More Exodus Awesomeness

Daily Scripture readings for July, set #14:

– Exodus, chapters 35-37
– Psalm 37:1-22
– Matthew 16:1-12
– Acts 22

If you haven’t already figured it out, I’m trying to make one (maybe two) notes per reading for each day. Sometimes one of the readings has so many notes in it that I spend the whole post on just that, but I’m hoping to not do that too often. I want these posts to be somewhat concise. That being said…

Exodus is so great! There are so many things going on – my notes are longer here than almost any of the other readings for the whole year. I’ll keep it to three things on today’s chapters:
1. Chapter 35 starts off with some direct verses regarding the Sabbath, including the penalty of death for not observing it properly. “Six days work shall be done, but on the seventh day you shall have a Sabbath of solemn rest, holy to the Lord. Whoever does any work on it shall be put to death” (vs 6). So you did some work on 7th day of the week? BOOM… you’re dead. Why such harshness? Well, it’s exactly what God said would happen in Genesis 2, that’s why! This is another great example of the MASSIVE difference between the Old and New Covenants. As I revisit my notes the second time around, I’m really realizing how significant the two covenant theme is in the whole of Scripture.
2. The end of chapter has another mention of Bezalel and Oholiab, and this one includes a description of the two men’s God-given ability to TEACH (vs 34). On a personal note, this verse really lit a fire in me to be more proactive and focused on teaching my drum students how to play in a church setting, as opposed to teaching them how to play ripping solos.
3. Exodus 36:2 says this: “And Moses called Bezalel and Oholiab and every craftsman in whose mind the Lord had put skill, everyone whose heart stirred him up to come to do the work.” I’m noticing in this verse that the “stirring in the heart” is placed directly alongside the “skill in the mind.” It is clear that it is the Lord that puts skill in individuals, so could we then also say that it is the Lord that stirs the heart? We all know what it feels like to have a stirring in our hearts, and if this verse shows that it was the Lord who stirred the hearts of the temple workers, could we also say that the Lord is responsible for the stirring of OUR hearts today? And if so, is it the Lord who stirs our hearts EVERY TIME they are stirred?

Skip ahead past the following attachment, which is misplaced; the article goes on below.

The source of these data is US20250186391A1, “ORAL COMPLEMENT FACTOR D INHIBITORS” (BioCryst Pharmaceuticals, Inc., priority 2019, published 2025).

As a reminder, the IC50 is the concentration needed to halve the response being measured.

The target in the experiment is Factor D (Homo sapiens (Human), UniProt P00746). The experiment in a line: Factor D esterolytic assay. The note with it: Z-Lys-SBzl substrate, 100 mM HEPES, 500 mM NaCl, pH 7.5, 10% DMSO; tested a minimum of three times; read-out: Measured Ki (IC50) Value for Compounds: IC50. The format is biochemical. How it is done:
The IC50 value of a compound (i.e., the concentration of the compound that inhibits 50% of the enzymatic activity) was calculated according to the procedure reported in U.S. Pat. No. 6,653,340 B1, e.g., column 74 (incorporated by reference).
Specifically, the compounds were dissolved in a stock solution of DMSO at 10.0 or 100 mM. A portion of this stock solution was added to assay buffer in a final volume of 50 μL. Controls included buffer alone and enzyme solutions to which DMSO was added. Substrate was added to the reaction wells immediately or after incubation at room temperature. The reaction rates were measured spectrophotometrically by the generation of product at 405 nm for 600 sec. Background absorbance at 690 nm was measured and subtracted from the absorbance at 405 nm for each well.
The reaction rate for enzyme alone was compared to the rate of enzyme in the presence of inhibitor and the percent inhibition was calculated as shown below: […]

I’ve also got two different comments for today’s Psalm reading:
1. Is it just me or is verse 4 basically a circle? “Delight yourself in the Lord, and he will give you the desires of your heart.” If I am delighting in something, then my heart most likely desires that thing that I’m delighting in. Potential verse 4 paraphrase: “Delight in the Lord, and He will give you more of Himself.”
2. Verse 13 contains another one of those “not very popular” dimensions of God’s character: “The wicked plots against the righteous and gnashes his teeth at him, but the Lord laughs at the wicked, for he sees that his day is coming” (vs 12-13). I wonder how the Old vs New Covenant theme relates to these verses.

It’s definitely important to not miss the fact that, per my previous posts’ notes on Matthew 15, verses 9-10 in Matthew 16 make ABSOLUTELY CLEAR that the two miraculous feedings weren’t just a single event being told two different ways: “Do you not remember the five loaves for the five thousand, and how many baskets you gathered? Or the seven loaves for the four thousand, and how many baskets you gathered?”

In Acts 22 Paul shares a little about his conversion experience, and this particular detail stuck out to me just now: “Now those who were with me saw the light but did not understand the voice of the one who was speaking to me” (vs 9). Physically speaking, how is it that Paul could hear AND UNDERSTAND Jesus speaking to him, but none of his companions could? This reminds me of Jesus’ “those who have ears to hear” statements, and demonstrates the uniqueness of Paul’s calling.

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